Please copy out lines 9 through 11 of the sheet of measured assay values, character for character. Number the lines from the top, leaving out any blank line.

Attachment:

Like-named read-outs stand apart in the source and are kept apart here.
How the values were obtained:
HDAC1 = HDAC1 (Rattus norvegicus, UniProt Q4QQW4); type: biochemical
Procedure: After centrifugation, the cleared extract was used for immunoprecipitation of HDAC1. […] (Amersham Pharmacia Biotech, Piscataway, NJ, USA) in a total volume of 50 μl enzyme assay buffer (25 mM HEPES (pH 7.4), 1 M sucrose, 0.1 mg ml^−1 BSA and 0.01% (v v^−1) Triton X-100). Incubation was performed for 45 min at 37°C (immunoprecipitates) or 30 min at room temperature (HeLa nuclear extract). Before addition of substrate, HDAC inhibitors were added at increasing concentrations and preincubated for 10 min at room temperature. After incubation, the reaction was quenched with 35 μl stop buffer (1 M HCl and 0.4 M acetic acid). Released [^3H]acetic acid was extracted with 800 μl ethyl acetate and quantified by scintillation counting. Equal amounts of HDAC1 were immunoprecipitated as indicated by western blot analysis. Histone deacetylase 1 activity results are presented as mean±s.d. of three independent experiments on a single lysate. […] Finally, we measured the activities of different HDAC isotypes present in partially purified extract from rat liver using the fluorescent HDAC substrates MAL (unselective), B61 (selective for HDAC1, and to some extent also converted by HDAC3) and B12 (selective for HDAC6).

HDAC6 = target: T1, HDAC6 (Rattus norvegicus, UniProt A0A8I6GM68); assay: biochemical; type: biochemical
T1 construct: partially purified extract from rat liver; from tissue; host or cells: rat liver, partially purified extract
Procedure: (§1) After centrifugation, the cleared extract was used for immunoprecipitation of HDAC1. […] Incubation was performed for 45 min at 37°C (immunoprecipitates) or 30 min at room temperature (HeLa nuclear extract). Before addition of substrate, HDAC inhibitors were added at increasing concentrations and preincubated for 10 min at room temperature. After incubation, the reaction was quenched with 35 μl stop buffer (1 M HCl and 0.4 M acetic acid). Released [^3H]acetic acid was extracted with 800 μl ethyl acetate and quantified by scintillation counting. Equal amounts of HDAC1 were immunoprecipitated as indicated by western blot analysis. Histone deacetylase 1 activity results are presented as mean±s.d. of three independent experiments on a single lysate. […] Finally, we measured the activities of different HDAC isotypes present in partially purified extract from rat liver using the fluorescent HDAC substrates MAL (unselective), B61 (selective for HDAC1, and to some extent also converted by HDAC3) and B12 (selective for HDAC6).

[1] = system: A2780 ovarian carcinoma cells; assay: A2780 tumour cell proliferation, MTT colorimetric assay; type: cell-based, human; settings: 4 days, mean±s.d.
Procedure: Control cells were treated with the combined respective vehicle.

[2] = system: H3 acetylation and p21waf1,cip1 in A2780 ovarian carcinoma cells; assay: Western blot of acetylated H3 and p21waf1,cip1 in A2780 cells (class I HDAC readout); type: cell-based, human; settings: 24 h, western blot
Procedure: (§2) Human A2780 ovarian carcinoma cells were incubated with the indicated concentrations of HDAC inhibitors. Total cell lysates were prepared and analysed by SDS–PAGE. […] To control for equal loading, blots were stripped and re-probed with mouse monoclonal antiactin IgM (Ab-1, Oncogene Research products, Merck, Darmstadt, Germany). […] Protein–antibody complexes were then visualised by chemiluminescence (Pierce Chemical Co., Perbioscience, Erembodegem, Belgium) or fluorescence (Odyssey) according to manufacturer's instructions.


Procedure: Control cells were treated with the combined respective vehicle.

[2] = system: H3 acetylation and p21waf1,cip1 in A2780 ovarian carcinoma cells; assay: Western blot of acetylated H3 and p21waf1,cip1 in A2780 cells (class I HDAC readout); type: cell-based, human; settings: 24 h, western blot
Procedure: (§2) Human A2780 ovarian carcinoma cells were incubated with the indicated concentrations of HDAC inhibitors. Total cell lysates were prepared and analysed by SDS–PAGE. […] To control for equal loading, blots were stripped and re-probed with mouse monoclonal antiactin IgM (Ab-1, Oncogene Research products, Merck, Darmstadt, Germany). […] Protein–antibody complexes were then visualised by chemiluminescence (Pierce Chemical Co., Perbioscience, Erembodegem, Belgium) or fluorescence (Odyssey) according to manufacturer's instructions.